Remember that you will be working with conservative community and we will ask you to be respectful in your dress. This means that women and men should keep their shoulders and knees covered at all times while at the work assignment. During the summer months, we recommend light-colored, loose clothing for men and women. Men should wear shirts with sleeves and loose pants. Women should wear shirts or blouses with sleeves, and loose pants or long skirts. Female volunteers do not need to cover their heads while at their work assignment. You should also remember to pack clothing for your free time, during which you are welcome to dress as you please. Greek culture is less conservative and you should bring clothing in which you are most comfortable.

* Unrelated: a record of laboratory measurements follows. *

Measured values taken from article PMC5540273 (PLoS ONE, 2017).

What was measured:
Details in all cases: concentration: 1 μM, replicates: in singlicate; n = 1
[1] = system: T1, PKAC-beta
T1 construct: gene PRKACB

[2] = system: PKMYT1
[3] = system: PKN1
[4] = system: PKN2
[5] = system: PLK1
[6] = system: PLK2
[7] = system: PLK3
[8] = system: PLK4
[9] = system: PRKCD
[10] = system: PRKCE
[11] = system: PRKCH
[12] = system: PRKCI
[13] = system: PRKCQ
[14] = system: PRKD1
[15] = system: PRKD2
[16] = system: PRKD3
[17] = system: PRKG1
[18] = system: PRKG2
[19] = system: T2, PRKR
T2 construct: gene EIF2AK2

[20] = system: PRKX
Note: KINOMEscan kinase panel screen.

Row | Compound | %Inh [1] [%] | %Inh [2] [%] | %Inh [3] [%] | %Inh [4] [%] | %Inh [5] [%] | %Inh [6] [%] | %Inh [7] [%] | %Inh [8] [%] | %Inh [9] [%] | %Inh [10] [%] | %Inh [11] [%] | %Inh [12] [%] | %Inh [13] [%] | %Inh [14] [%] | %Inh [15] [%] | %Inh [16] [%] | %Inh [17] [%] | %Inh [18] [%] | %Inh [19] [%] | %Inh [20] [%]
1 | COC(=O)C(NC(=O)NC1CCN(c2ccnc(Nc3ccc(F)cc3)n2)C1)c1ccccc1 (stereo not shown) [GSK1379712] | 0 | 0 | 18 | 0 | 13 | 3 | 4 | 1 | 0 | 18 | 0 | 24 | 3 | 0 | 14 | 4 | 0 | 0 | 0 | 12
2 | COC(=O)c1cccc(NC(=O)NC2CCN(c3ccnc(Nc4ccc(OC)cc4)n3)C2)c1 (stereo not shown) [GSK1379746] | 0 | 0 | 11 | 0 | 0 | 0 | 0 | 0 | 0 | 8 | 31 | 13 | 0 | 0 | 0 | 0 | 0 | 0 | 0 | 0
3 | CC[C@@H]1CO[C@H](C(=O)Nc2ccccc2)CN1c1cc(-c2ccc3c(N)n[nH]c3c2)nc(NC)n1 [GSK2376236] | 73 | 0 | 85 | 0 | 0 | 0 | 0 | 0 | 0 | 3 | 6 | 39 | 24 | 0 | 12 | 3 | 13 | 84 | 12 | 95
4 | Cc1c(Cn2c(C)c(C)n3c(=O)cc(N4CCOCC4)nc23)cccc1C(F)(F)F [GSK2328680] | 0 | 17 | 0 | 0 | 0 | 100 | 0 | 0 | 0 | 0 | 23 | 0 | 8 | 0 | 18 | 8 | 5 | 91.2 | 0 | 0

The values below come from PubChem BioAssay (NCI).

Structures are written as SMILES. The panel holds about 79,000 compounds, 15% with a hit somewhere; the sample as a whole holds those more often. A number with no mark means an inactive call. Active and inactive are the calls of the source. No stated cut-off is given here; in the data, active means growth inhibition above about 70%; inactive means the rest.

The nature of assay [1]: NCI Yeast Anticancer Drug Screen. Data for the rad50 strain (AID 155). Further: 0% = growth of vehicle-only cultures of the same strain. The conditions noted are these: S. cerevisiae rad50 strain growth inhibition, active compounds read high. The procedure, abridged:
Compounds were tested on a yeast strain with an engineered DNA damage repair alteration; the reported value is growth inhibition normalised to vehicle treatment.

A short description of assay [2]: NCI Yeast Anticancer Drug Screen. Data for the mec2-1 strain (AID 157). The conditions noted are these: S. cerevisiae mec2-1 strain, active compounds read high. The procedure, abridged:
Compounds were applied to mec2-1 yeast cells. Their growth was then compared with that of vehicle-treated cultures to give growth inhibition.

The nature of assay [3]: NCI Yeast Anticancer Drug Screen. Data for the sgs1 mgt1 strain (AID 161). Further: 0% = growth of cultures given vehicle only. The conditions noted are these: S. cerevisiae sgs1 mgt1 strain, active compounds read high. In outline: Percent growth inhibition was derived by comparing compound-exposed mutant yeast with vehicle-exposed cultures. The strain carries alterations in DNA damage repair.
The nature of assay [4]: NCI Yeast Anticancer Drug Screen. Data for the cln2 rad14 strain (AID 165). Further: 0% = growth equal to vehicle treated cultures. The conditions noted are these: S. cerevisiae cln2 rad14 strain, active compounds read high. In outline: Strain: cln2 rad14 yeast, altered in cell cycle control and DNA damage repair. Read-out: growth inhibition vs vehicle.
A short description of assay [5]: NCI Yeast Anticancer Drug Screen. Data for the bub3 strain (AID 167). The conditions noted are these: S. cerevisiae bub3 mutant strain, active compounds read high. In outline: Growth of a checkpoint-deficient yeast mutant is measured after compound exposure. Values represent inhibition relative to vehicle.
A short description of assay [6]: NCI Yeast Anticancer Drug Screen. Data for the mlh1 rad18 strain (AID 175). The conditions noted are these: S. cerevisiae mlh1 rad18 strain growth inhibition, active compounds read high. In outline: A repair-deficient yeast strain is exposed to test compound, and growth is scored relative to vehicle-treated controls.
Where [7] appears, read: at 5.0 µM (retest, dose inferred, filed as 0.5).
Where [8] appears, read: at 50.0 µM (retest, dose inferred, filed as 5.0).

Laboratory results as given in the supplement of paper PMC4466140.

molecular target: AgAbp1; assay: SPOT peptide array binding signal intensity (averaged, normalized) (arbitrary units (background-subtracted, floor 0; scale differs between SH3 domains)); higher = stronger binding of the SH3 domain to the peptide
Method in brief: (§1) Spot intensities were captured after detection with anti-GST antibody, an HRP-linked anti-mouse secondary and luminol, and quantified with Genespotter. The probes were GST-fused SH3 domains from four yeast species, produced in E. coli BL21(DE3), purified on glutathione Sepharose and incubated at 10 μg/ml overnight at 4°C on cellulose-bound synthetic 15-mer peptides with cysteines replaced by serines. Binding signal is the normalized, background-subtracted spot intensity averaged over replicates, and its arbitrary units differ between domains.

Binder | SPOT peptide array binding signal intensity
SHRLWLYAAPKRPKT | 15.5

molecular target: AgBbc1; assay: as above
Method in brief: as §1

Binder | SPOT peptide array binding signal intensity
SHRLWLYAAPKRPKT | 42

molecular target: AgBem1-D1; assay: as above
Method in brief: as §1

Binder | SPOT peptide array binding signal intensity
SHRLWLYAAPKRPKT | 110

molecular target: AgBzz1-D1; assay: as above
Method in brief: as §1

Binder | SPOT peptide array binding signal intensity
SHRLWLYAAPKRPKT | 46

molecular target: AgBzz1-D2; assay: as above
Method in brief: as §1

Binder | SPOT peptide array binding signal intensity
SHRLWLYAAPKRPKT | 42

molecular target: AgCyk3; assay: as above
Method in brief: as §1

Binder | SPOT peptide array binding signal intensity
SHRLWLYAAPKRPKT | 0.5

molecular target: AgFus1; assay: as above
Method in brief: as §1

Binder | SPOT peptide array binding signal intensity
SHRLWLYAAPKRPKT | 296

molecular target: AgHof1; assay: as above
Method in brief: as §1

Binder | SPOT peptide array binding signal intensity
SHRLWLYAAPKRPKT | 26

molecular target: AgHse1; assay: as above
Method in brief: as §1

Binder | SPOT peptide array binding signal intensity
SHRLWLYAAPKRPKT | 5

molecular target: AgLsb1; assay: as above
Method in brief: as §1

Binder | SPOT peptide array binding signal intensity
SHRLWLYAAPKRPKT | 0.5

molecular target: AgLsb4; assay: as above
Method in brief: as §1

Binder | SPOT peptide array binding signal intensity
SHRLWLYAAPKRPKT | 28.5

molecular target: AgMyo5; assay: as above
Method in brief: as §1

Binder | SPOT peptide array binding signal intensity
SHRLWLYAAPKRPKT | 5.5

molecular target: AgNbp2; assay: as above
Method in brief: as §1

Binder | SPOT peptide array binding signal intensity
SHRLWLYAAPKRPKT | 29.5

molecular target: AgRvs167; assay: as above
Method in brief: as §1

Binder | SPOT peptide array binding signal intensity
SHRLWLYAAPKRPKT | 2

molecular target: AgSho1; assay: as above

Pack light!

You don’t want to drag around heavy suitcases. And remember, you can get toiletries and other essentials in-country.

Save some room!

We’re sure that you’ll fall in love with some amazing keepsakes during your time in-country, so feel free to bring along an extra, empty bag to cart it all home.

Spending Money

Greece's currency is the euro – you can exchange your currency into euros when you arrive at the Athens airport, or withdraw euros at an ATM within a few blocks of the CCS Home-Base. Remember to contact your bank and credit card companies before travel to let them know that you’ll be out of the country!

Currency Converter by OANDA

While everyone’s spending habits are different, you might want to budget for around $50 - $75 USD per week for keepsakes and free-time activities.

Emergency Contact Information

It’s helpful to inform family and friends of your travel plans so they know how to reach you. Just input your flight information and you have a handy Travel Contact Sheet to email or print for your family and friends.